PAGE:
A ransomware attack on Kaseya, an IT management company, left hundreds of businesses without power. Their data was encrypted by the REvil ransomware group. US authorities announced an unprecedented development: A Ukrainian national was arrested in October. He is currently being extradited from Poland.
Ransomware gangs operate with relative impunity in the last few years because many of them are based abroad and the Kremlin has stubbornly refused to turn a blindeye. The Department of Justice's Monday announcement shows that law enforcement can use the hybrid approach they have found. Yaroslav Vasinskyi, 22 years old, was arrested and is awaiting extradition. This shows that officials can catch key players when they make mistakes. Another important announcement was the seizure $6.1 million of ransomware payments allegedly received by YevgeniyPolyanin, proving that authorities can disrupt targets even when they are unable to take them into custody.
"Vasinskyi’s arrest shows how quickly we will act along our international partners in identifying, locate and apprehend suspected cybercriminals no matter their location," Attorney General Merrick Galrland stated at a Monday press conference. Ransomware attacks are fuelled by criminal profits. That is why we aren't just following those responsible. We also have a commitment to capture their illicit profits, and return them to victims whenever possible.
The indictments against Vasinskyi, Polyanin and others don't go into much detail. Vasinskyi was allegedly involved in REvil when he replied to an advertisement posted on a Russian hacker forum looking for ransomware affiliates. In exchange for a share of the proceeds, ransomware developers often make what amounts to franchise deals for their hacking software. This is similar to the McDonald's model for cybercrime. Vasinskyi is accused in the attack on Kaseya. The virus then spread through software updates to other customers. The attack ultimately affected as many as 1,500 businesses.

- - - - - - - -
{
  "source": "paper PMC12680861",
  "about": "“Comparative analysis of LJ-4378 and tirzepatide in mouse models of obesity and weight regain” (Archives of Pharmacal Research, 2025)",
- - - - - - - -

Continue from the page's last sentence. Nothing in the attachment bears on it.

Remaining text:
Polyanin, a 28-year-old, is also accused in the ransomware attack on multiple victims by REvil. Indictment claims that Polyanin was at least partially responsible for ransomware attacks that targeted many local Texas government agencies in August 2019. Polyanin, who is currently in Russia, is believed to be linked to at least 3,000 ransomware attack victims that collectively tried to extort $13 million.
Allan Liska, analyst at security firm Recorded Future, says that this is "great news all around." It reminds ransomware hackers that they are not safe even in Russia. "If we can't arrest your, we'll take you money." Even ransomware operators sometimes have to use services beyond Russia, which is where law enforcement has the power.
Combining recently announced sanctions by the Treasury Department with a reward offered by the State Department for information on the DarkSide ransomware operators, Monday's Justice Department action reflects the Biden administration’s "whole government" ransomware mantra.